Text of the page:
Blog: Will publication of Arcuri diaries change the game on PM misconduct?
9 Dec 2021
As news reports claim that Jennifer Arcuri will provide new evidence of wrongdoing by Boris Johnson, civil litigation partner Stefano Ruis and paralegal Aleister Adamson assess the likelihood – and shape of – any potential criminal investigation into the Prime Minister.
The question of whether the Prime Minister Boris Johnson should face censure for his involvement with US businesswoman Jennifer Arcuri has recently garnered increased media attention.
The allegations against Mr Johnson are that while serving as Mayor of London between 2012 and 2016, he failed to disclose his interests in Ms Arcuri’s companies and to have influenced decisions relating to the payment of public money to those companies.
According to recent news reports Ms Arcuri has now agreed to allow the publication of selected extracts from her personal diary which she says support her claim that Mr Johnson offered to be a ‘throttle’ which would accelerate her fledgling tech business career. These diary extracts are also said to address the allegation that Mr Johnson acted against the advice of his staff by attending a promotional event in April 2013 for Ms Arcuri’s company Innotech.
The question is whether, five years on from the pair’s alleged affair, the promised publication of these diaries exposes the now Prime Minister to a greater risk of criminal investigation – and even prosecution.
IOPC decision not to investigate
In 2020 the IOPC announced that it would not pursue a criminal investigation against Mr Johnson. It concluded that while a romantic relationship may have existed between Mr Johnson and Ms Arcuri, the evidence available to it did not indicate the then Mayor of London influenced the payment of tens of thousands of pounds in public funds as sponsorship money and grants to Arcuri’s businesses.
The IOPC left it to the Greater London Authority (GLA) to decide whether Mr Johnson’s failure to register his interest with Ms Arcuri breached its Code of Conduct.
At the time of writing the GLA has not yet ruled on this. But Ms Arcuri’s diary entries, which she has agreed to share with the GLA, raised possibility of the authority referring the whole issue back to the IOPC which could, in turn, trigger a criminal investigation into misconduct in public office.
Misconduct in public office
The criminal offence of misconduct in public office is committed where (i) a public officer acting as such (ii) wilfully neglects to perform his duty and/or wilfully misconducts himself (iii) to such a degree as to amount to an abuse of the public’s trust in the office holder, and (iv) does so without reasonable excuse or justification.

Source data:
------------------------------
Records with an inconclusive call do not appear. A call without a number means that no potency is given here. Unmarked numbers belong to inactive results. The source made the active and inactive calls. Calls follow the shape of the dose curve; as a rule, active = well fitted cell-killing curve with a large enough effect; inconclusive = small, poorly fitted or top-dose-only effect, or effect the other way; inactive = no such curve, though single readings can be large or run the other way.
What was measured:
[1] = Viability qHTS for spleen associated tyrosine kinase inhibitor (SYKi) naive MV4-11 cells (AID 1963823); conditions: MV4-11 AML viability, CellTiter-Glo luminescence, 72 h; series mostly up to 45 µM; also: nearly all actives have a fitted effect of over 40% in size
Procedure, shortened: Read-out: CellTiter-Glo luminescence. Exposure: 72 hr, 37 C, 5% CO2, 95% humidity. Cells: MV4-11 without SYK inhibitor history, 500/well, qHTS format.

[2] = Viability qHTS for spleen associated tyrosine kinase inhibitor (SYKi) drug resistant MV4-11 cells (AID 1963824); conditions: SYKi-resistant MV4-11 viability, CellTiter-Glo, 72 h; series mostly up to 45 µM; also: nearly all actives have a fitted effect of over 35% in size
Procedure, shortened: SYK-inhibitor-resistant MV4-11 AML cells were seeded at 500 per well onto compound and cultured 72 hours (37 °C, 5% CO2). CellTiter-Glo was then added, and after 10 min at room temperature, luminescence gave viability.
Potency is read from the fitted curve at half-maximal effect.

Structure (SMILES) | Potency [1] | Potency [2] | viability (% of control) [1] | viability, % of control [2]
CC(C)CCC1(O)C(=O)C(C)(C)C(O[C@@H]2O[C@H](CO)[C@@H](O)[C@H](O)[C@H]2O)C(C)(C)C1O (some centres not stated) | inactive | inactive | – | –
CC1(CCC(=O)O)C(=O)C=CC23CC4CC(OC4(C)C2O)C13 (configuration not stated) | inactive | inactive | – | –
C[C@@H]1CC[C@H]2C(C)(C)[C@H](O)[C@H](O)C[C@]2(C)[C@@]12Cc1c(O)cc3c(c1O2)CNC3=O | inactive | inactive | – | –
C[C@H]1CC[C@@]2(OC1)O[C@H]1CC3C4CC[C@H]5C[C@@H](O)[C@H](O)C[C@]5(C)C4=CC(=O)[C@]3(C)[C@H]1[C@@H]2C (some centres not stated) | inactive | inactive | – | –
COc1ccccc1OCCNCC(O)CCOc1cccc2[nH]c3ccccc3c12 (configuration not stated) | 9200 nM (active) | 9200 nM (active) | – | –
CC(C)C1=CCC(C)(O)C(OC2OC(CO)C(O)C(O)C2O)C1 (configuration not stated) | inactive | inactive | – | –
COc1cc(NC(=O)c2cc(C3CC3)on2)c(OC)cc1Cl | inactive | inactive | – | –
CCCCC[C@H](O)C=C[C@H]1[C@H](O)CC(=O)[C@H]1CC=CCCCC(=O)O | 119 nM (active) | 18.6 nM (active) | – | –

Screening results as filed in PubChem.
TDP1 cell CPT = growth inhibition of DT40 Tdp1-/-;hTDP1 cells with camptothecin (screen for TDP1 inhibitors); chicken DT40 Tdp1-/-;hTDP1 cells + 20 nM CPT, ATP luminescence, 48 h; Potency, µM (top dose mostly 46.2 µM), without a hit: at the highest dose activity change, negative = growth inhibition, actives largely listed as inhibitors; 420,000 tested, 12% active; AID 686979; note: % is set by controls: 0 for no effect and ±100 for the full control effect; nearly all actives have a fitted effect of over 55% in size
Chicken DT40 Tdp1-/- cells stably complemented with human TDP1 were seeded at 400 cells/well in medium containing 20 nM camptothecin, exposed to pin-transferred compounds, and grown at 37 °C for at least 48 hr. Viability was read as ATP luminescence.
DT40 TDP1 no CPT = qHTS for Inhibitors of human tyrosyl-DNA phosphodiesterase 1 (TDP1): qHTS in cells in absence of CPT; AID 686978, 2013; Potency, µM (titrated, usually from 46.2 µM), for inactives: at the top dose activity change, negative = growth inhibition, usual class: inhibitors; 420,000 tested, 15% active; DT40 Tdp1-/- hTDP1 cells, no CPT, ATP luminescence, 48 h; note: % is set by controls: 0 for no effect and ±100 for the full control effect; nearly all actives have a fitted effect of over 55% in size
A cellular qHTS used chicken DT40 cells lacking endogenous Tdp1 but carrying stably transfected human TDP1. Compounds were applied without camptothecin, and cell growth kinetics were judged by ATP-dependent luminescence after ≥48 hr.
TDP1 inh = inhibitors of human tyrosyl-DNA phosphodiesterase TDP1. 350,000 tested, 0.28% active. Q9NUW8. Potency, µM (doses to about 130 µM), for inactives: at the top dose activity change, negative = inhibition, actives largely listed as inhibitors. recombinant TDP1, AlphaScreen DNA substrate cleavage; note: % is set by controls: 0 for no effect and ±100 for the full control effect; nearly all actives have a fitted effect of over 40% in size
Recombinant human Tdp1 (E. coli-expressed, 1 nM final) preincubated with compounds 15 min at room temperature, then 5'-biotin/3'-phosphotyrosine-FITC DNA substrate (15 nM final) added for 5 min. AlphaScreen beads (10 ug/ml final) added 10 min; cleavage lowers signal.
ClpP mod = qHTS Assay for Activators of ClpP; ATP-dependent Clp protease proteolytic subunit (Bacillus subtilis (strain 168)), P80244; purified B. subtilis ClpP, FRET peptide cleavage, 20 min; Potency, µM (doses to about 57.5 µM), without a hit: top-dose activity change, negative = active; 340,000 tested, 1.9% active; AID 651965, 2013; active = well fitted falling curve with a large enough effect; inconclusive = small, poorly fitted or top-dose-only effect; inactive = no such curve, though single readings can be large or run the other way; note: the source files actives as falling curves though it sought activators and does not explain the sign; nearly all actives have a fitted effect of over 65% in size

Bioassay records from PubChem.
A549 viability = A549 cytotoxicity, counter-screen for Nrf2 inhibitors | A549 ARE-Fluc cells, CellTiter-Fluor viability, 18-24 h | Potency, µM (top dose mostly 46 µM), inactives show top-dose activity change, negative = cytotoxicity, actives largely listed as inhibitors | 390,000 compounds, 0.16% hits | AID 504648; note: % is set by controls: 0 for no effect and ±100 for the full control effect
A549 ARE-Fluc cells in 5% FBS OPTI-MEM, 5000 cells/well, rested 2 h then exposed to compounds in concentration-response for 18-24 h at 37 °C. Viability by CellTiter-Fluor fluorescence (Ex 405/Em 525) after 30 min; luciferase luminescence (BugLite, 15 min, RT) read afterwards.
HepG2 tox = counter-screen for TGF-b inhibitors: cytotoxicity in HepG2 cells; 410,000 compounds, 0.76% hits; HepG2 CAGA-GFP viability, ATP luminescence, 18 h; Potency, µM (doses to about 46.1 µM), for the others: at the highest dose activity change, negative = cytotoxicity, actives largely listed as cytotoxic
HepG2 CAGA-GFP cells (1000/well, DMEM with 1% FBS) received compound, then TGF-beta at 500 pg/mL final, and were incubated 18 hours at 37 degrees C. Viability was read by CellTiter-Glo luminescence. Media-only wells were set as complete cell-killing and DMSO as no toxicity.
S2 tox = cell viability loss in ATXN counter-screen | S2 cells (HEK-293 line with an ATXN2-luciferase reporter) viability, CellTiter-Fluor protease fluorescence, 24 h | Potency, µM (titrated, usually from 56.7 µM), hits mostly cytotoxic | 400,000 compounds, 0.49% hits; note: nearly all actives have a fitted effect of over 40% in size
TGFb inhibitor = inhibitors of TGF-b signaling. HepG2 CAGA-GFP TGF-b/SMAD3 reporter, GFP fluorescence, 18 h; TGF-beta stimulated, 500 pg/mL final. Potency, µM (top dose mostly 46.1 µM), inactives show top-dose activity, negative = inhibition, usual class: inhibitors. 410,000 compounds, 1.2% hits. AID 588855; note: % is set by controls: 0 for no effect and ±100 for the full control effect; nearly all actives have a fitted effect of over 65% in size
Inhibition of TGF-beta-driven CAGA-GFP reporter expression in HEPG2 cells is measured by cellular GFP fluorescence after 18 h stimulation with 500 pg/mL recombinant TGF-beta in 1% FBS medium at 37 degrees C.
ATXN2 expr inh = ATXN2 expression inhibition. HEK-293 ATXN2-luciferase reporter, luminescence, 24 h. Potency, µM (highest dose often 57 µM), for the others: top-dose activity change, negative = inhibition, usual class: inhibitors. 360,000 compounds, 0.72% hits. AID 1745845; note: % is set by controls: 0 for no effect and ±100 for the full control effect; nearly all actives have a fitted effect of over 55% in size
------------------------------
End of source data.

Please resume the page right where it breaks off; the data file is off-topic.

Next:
The question of whether Mr Johnson wilfully misconducted himself could turn on the content of these diary entries. The IOPC previously found no evidence that Mr Johnson influenced sponsorship payments to Ms Arcuri’s businesses, despite their finding that evidence suggested that those officers making decisions about the award of funds were influenced by the close relationship between Mr Johnson and Ms Arcuri. A released diary entry has already suggested that Mr Johnson acted against advice by attending the 2013 Innotech event. If further entries suggest that Mr Johnson actively sought to influence sponsorship decision-making, this could suggest wilful misconduct. Any prosecution would be contingent on this conduct being deemed by the courts as harmful to the public interest and deserving of punishment.
Misfeasance in public office
Might other legal remedies exist for improper conduct by public officials? The tort of misfeasance in public office reflects the recognition in common law that public powers must be used in pursuit of the public good, and not for improper purposes.
The ingredients of the tort are that the defendant (i) must be a public officer; (ii) who exercised power as such; (iii) with malice or in bad faith; (iv) intending to injure the claimant or without an honest belief that his conduct was lawful. Malice or bad faith in this sense, can be “targeted” (intent to cause injury to identified persons) or “untargeted” (acting unlawfully in the knowledge of or being reckless as to the risk that the act will probably injure a person or persons). To succeed however, a claimant must also show that they have suffered foreseeable material injury or damage as a consequence.
Whilst the Prime Minister is clearly a public officer, and notwithstanding that there may be some scope for debate as to possible malice or bad faith (as was the case in the original IOPC investigation), the lack of any identifiable claimant inevitably precludes an action for misfeasance in this debacle. Without actual damage or loss moreover, there can be no cause of action in civil law even if a particularly egregious abuse of power could be shown. Arguably, whilst the payment of public funds by way of sponsorship money to Ms Arcuri may amount to the necessary loss it would likely be considered too remote for an individual claimant to succeed in any civil claim.
It is clearly in the public interest that credible allegations of misconduct perpetrated by Boris Johnson should be investigated as thoroughly as possible. The allegations against the Prime Minister are serious.
But the question of credibility has not yet been resolved. We simply do not know whether the new diary evidence is sufficiently strong to request the IOPC reopen its investigation. Any future criminal investigation or prosecution will rely, to a great extent, on the evidential weight of the diaries themselves. It would be a mistake to attempt to determine this before they have been released.